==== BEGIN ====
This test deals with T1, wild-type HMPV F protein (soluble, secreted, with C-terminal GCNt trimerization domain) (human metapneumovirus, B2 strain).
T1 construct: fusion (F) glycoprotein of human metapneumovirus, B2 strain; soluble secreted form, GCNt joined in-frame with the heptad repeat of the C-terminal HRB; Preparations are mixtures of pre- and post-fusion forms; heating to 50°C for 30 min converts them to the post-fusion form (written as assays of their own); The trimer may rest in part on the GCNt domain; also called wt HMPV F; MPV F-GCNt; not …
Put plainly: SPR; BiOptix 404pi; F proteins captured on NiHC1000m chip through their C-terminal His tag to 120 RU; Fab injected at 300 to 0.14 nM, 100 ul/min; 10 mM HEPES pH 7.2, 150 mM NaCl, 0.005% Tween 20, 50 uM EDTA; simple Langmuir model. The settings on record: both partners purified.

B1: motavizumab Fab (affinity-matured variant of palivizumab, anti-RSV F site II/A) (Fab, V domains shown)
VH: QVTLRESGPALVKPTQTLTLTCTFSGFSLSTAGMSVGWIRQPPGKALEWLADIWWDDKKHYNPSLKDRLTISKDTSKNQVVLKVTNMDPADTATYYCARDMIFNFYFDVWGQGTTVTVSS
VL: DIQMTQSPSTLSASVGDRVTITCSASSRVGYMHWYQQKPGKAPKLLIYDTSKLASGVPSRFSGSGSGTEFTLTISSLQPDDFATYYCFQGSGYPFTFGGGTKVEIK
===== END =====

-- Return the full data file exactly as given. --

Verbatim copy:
This test deals with T1, wild-type HMPV F protein (soluble, secreted, with C-terminal GCNt trimerization domain) (human metapneumovirus, B2 strain).
T1 construct: fusion (F) glycoprotein of human metapneumovirus, B2 strain; soluble secreted form, GCNt joined in-frame with the heptad repeat of the C-terminal HRB; Preparations are mixtures of pre- and post-fusion forms; heating to 50°C for 30 min converts them to the post-fusion form (written as assays of their own); The trimer may rest in part on the GCNt domain; also called wt HMPV F; MPV F-GCNt; not …
Put plainly: SPR; BiOptix 404pi; F proteins captured on NiHC1000m chip through their C-terminal His tag to 120 RU; Fab injected at 300 to 0.14 nM, 100 ul/min; 10 mM HEPES pH 7.2, 150 mM NaCl, 0.005% Tween 20, 50 uM EDTA; simple Langmuir model. The settings on record: both partners purified.

B1: motavizumab Fab (affinity-matured variant of palivizumab, anti-RSV F site II/A) (Fab, V domains shown)
VH: QVTLRESGPALVKPTQTLTLTCTFSGFSLSTAGMSVGWIRQPPGKALEWLADIWWDDKKHYNPSLKDRLTISKDTSKNQVVLKVTNMDPADTATYYCARDMIFNFYFDVWGQGTTVTVSS
VL: DIQMTQSPSTLSASVGDRVTITCSASSRVGYMHWYQQKPGKAPKLLIYDTSKLASGVPSRFSGSGSGTEFTLTISSLQPDDFATYYCFQGSGYPFTFGGGTKVEIK